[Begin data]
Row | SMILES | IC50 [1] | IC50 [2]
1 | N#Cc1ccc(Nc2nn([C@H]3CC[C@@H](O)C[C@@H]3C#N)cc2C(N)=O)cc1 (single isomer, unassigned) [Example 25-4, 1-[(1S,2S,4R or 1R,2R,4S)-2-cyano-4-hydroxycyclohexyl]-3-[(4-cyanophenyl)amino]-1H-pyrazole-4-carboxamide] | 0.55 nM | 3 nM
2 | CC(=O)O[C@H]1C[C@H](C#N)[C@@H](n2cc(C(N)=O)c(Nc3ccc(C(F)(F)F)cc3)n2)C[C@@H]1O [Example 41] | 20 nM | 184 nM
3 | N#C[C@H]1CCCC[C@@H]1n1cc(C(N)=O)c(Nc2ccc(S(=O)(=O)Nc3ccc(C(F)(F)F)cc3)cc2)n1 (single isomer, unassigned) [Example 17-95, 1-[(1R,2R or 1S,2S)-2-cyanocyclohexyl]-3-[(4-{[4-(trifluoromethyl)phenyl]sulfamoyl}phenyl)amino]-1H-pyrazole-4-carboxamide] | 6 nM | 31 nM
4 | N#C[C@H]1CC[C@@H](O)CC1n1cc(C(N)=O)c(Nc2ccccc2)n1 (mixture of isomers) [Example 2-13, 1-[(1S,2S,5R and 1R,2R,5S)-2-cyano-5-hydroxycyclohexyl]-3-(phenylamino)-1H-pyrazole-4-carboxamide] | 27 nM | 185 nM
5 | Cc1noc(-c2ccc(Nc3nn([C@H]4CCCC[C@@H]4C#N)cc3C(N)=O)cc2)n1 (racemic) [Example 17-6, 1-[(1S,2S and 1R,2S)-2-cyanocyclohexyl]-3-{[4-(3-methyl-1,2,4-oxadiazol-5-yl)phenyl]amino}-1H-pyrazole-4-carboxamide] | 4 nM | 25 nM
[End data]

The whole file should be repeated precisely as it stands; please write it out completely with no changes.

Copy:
Row | SMILES | IC50 [1] | IC50 [2]
1 | N#Cc1ccc(Nc2nn([C@H]3CC[C@@H](O)C[C@@H]3C#N)cc2C(N)=O)cc1 (single isomer, unassigned) [Example 25-4, 1-[(1S,2S,4R or 1R,2R,4S)-2-cyano-4-hydroxycyclohexyl]-3-[(4-cyanophenyl)amino]-1H-pyrazole-4-carboxamide] | 0.55 nM | 3 nM
2 | CC(=O)O[C@H]1C[C@H](C#N)[C@@H](n2cc(C(N)=O)c(Nc3ccc(C(F)(F)F)cc3)n2)C[C@@H]1O [Example 41] | 20 nM | 184 nM
3 | N#C[C@H]1CCCC[C@@H]1n1cc(C(N)=O)c(Nc2ccc(S(=O)(=O)Nc3ccc(C(F)(F)F)cc3)cc2)n1 (single isomer, unassigned) [Example 17-95, 1-[(1R,2R or 1S,2S)-2-cyanocyclohexyl]-3-[(4-{[4-(trifluoromethyl)phenyl]sulfamoyl}phenyl)amino]-1H-pyrazole-4-carboxamide] | 6 nM | 31 nM
4 | N#C[C@H]1CC[C@@H](O)CC1n1cc(C(N)=O)c(Nc2ccccc2)n1 (mixture of isomers) [Example 2-13, 1-[(1S,2S,5R and 1R,2R,5S)-2-cyano-5-hydroxycyclohexyl]-3-(phenylamino)-1H-pyrazole-4-carboxamide] | 27 nM | 185 nM
5 | Cc1noc(-c2ccc(Nc3nn([C@H]4CCCC[C@@H]4C#N)cc3C(N)=O)cc2)n1 (racemic) [Example 17-6, 1-[(1S,2S and 1R,2S)-2-cyanocyclohexyl]-3-{[4-(3-methyl-1,2,4-oxadiazol-5-yl)phenyl]amino}-1H-pyrazole-4-carboxamide] | 4 nM | 25 nM